Bleed and Seek:
Ah, what am I going to do with this series? It’s always been ridiculous but it just seems to get more so as it goes one. The writing quality is deteriorating and the editing has always been questionable. And with two couples to try and give time to, the sex scenes have become formulaic and redundant. (I skim them at this point.) But despite all that I live for the interaction of the men, or rather Lavender with Aiden and Lane. (That’s Lavender and Aiden or Lavender and Lane. Only in pairs, it seems.) I don’t feel Sage has ever been developed to the same degree. Though the next book looks like it’ll focus on him, so maybe that will change. I am interested in knowing what happens, but not rushing out to buy more.


*I technically reviewed this a few weeks back. But I’ll copy it in order to keep all the reviews together.

Review of Heart of the Fae and Veins of Magic, by Emma Hamm

Last week I listened to Emma Hamm‘s The Faceless Woman and so enjoyed it that I went in search of the beginning of the series and spent this weekend listening to Heart of the Fae and Veins of Magic.

Description:

Once upon a time…

A plague sweeps across the emerald hills of Uí Néill, leaving a young midwife’s father with months to live. To save her people, Sorcha makes a deal with a dangerous Fae. She must travel across the sea, through merrow and kelpie lands, to find a forgotten king on a crumbling throne.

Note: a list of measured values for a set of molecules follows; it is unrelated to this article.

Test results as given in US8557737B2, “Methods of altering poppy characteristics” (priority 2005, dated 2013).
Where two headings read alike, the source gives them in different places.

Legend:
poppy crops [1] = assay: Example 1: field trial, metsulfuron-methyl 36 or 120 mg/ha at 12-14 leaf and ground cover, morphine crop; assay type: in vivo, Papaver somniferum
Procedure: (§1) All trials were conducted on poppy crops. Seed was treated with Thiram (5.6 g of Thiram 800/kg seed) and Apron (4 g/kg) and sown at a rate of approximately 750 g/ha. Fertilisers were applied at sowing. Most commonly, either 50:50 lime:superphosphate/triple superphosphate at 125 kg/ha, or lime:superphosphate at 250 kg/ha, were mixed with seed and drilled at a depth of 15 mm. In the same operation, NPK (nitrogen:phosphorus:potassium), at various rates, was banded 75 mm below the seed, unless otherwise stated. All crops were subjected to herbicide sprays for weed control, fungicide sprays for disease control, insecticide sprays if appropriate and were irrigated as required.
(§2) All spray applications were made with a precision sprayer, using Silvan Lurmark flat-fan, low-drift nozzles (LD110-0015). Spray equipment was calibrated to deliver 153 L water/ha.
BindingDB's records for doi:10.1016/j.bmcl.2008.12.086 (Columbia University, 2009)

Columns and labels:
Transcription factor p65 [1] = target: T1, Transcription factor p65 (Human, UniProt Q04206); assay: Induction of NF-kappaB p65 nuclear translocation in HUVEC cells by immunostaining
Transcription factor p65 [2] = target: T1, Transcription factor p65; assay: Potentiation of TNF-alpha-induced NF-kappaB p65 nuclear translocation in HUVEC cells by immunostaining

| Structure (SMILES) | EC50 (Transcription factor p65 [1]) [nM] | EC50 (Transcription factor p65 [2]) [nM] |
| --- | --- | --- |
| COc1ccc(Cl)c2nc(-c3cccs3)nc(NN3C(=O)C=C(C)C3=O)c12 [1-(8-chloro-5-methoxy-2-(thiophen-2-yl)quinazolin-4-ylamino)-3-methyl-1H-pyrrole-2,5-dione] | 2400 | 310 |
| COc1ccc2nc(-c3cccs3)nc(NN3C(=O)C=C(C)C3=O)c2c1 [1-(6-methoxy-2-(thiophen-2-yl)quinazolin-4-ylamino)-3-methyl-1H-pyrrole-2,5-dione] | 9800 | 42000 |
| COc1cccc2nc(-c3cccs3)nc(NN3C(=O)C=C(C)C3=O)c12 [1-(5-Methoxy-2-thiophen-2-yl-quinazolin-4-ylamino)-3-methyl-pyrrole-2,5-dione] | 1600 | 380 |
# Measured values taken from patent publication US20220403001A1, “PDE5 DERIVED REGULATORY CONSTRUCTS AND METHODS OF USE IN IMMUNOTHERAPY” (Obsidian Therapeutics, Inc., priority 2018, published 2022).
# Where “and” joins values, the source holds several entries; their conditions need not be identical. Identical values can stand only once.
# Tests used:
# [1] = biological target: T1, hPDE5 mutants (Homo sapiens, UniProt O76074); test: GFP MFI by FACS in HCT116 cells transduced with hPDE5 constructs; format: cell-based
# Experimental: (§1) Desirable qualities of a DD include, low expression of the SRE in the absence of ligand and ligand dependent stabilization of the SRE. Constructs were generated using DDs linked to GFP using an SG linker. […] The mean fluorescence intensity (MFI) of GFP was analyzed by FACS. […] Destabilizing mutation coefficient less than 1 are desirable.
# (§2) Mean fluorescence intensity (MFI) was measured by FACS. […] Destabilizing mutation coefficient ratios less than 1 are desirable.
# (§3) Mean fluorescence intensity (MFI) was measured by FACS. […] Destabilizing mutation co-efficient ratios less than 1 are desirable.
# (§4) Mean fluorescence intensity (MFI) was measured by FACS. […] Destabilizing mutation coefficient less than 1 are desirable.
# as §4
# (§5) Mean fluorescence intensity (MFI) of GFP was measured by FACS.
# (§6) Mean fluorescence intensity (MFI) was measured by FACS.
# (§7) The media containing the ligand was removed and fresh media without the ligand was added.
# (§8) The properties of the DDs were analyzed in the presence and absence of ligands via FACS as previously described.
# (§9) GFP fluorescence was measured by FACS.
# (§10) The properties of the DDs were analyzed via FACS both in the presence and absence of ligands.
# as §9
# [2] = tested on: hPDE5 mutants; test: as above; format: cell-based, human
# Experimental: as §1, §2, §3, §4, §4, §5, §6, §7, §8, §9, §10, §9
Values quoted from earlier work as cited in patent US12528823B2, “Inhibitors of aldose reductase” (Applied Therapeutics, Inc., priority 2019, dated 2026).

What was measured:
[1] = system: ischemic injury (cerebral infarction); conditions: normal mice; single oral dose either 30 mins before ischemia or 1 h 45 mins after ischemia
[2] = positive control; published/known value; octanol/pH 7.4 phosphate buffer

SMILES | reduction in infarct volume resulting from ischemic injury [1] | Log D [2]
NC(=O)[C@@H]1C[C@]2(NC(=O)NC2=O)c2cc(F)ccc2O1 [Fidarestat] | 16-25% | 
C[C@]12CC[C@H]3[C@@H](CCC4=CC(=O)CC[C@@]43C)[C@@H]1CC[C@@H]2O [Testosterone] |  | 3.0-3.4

Born king of the Seelie Fae, Eamonn fought battles unnumbered to uphold honor, duty, and freedom… until his twin brother sank a blade between his shoulders. Crystals grew from the wound, splitting open skin and bone. His people banished him to a cursed isle for his disfigurement, now king of criminals and fools.

With the help of brownies, pixies, and will-o’-the-wisps, Sorcha battles to break through his crystalline shell and persuade him to take back his stolen throne.

This determined beauty could come dangerously close to stealing his beastly heart.

Review:

Since Heart of the Fae and Veins of Magic form a duology, neither standing alone, I’m going to write a single review encompassing both. But one of the main takeaway potential readers should understand is this point that they need both books for a complete story.

I really enjoyed this, both the story and the narration. I really like that Hamm’s fae are old school scary fae, her female characters are strong and full of agency, and her male ones aren’t afraid to show need. I especially appreciated that it was Sorcha who took the lead in most sexual situations.

My only complaint here is how very gendered everything is. While I appreciate that Hamm’s goal was to emphasize that both a king and a queen are necessary, neither an accouterment to the other. (A pleasant change from most stories that center a king and make the queen little more than an accessory or political pawn.) But the book leans hard into women being soft and kind and caring and men being violent, rough and in need of tempering. True, Sorcha had to go against that in the course of the story but it was still a strong theme in the book. (As was how much bigger he was than her, another classic gendering technique.)